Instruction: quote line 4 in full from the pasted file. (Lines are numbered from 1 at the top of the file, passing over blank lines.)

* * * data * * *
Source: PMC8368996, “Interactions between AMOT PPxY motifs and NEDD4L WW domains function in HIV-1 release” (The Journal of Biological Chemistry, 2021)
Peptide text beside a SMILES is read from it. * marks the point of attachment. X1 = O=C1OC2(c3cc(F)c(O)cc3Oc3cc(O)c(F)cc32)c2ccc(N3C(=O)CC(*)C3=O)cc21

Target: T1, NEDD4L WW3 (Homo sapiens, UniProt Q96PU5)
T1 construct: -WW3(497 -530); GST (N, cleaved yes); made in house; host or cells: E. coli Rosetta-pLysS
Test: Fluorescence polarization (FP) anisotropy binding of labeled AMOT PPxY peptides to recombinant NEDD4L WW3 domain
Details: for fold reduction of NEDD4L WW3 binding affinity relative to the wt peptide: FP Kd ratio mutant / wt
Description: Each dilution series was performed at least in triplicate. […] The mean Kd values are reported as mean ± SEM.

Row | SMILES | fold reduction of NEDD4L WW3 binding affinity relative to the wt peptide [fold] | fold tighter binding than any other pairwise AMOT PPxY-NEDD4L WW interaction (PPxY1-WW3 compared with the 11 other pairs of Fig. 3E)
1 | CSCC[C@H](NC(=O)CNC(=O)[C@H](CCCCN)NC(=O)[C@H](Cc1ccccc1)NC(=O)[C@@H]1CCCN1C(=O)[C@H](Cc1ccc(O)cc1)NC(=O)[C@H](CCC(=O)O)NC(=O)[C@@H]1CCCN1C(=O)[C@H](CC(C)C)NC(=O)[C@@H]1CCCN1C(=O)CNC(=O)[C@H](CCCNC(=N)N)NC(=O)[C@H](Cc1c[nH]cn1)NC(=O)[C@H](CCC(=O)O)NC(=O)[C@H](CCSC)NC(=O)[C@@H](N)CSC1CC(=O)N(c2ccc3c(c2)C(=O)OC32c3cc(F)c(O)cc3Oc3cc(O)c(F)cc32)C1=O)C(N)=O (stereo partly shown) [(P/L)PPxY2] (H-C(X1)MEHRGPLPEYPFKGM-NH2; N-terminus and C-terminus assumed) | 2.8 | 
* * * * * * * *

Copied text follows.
T1 construct: -WW3(497 -530); GST (N, cleaved yes); made in house; host or cells: E. coli Rosetta-pLysS